Review by J.T. Johnson
DIRECTOR: Ben Falcone
CINEMATOGRAPHY: Julio Macat
WRITERS: Ben Falcone, Melissa McCarthy
MUSIC: Fil Eisler
There were many times that I wanted “Life of the Party” to be a good movie. There were some good performances, some genuine laughs and a core story that could have been something special. Unfortunately, the film kept tripping over itself with jokes that don’t always hit and the story is usually pushed to the side in order to facilitate jokes or sequences that don’t always payoff. This includes a really dumb moment where Christina Aguilera cameos as herself and that alone almost killed the whole thing for me.
The movie follows the extremely likable Deanna Miles (Melissa McCarthy) as she drops her daughter Maddie (Molly Gordon) off for her senior year. Just before they leave the campus, Deanna’s husband Dan (Matt Walsh) hits her with the unexpected news that he wants a divorce. Now, Deanna is faced with being forced into a new life and soon, she decides to go back to college to finish her senior year and graduate with her daughter Maddie.
Inevitably, hijinks ensue as Deanna makes friends with Maddie’s sorority sisters, including Helen (Gillian Jacobs), a sister who is also a little older due to having been in a coma for eight years. She also shacks up with a young student, deals with a couple of mean girls and tries to get along with her goth roommate Leonor (Heidi Gardner). Still, none of the things that happen in this movie are all that original, so you just hope they’re funny and I can’t always say that is the case.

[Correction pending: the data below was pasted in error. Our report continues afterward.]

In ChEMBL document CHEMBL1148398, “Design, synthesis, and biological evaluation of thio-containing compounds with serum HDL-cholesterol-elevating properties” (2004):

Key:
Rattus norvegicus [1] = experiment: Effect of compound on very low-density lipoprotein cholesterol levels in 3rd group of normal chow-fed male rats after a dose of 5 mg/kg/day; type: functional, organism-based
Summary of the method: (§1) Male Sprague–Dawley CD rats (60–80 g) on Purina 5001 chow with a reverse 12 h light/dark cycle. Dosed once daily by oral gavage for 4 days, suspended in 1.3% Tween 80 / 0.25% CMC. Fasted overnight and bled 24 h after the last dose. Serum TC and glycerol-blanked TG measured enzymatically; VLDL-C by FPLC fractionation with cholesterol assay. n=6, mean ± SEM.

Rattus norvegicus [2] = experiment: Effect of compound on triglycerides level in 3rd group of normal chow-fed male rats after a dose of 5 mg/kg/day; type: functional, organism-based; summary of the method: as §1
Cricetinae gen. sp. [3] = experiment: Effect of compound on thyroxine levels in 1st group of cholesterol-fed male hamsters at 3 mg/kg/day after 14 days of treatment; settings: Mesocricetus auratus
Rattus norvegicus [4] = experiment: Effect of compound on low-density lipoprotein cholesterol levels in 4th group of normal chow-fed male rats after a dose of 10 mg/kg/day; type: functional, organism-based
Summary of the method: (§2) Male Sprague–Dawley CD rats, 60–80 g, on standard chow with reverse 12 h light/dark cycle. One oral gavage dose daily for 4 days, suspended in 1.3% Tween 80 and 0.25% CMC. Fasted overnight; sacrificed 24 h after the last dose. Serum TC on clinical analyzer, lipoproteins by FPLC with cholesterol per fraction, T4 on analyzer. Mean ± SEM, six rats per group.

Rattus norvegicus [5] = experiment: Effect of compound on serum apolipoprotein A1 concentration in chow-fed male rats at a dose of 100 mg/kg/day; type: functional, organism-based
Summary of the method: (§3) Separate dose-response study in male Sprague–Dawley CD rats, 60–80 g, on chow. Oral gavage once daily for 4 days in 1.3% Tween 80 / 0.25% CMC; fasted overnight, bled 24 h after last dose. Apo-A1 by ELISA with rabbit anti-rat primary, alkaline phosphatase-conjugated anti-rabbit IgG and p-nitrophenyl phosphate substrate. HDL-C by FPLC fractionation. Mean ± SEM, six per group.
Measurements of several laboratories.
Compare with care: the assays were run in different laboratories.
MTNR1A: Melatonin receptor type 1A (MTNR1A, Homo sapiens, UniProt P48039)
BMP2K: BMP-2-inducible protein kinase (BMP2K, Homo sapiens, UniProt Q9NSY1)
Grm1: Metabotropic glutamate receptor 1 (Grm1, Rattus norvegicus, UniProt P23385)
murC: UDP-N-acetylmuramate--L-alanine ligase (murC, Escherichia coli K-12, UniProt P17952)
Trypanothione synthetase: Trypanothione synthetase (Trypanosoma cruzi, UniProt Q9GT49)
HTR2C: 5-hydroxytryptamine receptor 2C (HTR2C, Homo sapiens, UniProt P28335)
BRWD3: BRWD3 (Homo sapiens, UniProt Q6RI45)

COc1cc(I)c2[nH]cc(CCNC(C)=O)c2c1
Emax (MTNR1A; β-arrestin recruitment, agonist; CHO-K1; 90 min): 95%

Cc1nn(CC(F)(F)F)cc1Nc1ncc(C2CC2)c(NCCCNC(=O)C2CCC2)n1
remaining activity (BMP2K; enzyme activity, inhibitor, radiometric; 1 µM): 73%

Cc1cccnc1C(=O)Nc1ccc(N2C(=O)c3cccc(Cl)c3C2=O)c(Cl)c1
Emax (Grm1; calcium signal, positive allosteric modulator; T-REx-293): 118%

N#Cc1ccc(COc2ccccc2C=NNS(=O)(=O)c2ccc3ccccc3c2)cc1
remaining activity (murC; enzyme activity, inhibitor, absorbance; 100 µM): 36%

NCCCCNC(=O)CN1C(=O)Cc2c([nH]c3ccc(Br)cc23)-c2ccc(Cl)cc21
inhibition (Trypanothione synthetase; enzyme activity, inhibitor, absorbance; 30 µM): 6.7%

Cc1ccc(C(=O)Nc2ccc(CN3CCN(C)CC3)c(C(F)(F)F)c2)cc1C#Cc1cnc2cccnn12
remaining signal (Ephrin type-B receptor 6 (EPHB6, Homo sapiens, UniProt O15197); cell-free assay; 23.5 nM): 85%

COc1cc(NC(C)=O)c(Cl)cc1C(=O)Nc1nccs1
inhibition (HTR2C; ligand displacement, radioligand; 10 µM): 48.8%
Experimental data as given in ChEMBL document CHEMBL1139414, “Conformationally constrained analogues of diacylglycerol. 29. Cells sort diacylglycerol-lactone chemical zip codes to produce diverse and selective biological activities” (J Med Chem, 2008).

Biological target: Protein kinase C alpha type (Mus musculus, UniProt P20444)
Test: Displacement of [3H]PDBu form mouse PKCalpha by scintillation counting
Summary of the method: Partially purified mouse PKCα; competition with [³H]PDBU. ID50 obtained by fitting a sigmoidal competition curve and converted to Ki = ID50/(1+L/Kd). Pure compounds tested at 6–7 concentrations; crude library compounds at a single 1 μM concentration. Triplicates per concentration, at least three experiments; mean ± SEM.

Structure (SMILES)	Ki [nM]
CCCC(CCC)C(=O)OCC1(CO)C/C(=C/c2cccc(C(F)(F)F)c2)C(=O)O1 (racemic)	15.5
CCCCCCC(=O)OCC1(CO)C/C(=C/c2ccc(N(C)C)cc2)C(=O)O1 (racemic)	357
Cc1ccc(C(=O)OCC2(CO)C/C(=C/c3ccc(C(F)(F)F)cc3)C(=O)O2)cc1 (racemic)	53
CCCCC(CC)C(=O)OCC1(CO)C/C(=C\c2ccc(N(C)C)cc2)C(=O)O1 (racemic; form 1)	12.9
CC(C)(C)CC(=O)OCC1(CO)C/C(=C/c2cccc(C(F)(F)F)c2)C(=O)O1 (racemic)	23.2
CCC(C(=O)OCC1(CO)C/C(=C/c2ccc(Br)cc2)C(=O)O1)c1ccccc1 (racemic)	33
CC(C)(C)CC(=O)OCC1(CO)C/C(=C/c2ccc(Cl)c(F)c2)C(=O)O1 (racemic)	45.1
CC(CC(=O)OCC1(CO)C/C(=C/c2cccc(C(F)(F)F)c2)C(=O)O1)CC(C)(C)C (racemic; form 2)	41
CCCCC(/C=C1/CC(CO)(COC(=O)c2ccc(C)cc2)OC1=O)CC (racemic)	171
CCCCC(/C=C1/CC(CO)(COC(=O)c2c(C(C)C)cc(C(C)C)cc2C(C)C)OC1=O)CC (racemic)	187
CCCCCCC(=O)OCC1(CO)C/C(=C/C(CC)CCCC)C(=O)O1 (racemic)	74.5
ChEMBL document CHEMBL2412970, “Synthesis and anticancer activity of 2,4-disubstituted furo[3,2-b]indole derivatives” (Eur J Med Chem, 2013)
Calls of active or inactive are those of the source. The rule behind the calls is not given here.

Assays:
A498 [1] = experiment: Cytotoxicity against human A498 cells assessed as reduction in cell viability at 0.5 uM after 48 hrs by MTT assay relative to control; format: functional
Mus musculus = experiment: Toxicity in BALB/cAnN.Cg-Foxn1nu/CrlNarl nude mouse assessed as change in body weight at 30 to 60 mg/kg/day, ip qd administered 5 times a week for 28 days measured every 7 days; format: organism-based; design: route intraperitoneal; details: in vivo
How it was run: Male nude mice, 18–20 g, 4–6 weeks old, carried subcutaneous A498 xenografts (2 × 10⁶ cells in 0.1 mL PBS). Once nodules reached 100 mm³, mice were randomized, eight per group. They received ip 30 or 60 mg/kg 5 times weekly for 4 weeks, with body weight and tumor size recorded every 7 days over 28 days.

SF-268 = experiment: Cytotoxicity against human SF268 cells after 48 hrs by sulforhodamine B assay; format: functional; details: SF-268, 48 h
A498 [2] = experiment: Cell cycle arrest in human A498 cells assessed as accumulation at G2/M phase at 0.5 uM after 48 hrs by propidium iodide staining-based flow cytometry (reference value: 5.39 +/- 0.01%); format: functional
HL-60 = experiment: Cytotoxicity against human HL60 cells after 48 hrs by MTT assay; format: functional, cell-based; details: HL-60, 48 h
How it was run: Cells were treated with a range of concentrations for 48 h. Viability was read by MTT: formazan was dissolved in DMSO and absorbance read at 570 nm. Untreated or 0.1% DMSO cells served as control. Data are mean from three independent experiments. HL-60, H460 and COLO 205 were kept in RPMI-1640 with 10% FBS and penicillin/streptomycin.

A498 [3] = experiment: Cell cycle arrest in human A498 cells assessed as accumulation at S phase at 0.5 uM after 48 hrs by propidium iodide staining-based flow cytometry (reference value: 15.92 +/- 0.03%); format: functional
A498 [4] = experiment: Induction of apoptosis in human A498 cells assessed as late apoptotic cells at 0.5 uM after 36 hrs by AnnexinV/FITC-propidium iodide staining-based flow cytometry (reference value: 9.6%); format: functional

McCarthy is once again great as she tries to save a subpar script that just isn’t up to her talents. She is also joined by a supporting character named Christine, played to perfection by Maya Rudolph. In fact, Rudolph is so funny in this movie that I almost want to recommend it just for her alone. Will somebody please give this woman her own film!
Beyond the jokes not always hitting on all cylinders, I also didn’t really like how they took the story of a woman retaking her life and pretty much just shoved it to the side. It also doesn’t help that the mean girls that she has to face off against as well as her ex-husband and his new girlfriend are cartoon villains at times. They go a little overboard and I had a hard time believing just how horrible these people were to Deanna.
There is also a point in the movie where Deanna has her own bit of a comeuppance scene where she begins to question her choices. I never really saw why she was apologizing for anything. She has what appears to be a fine fling with a younger man that wants to genuinely be with her, she goes to parties but she maintains high grades and when she does something to get back at Dan, I couldn’t really blame her with how he and his girlfriend have treated her.
Ultimately, I left the film feeling underwhelmed more than anything. It’s a long way from being the worst comedy I’ve ever seen and I can even see some people enjoying it for what it is. For me, though, this was one party that I wish I had ultimately skipped.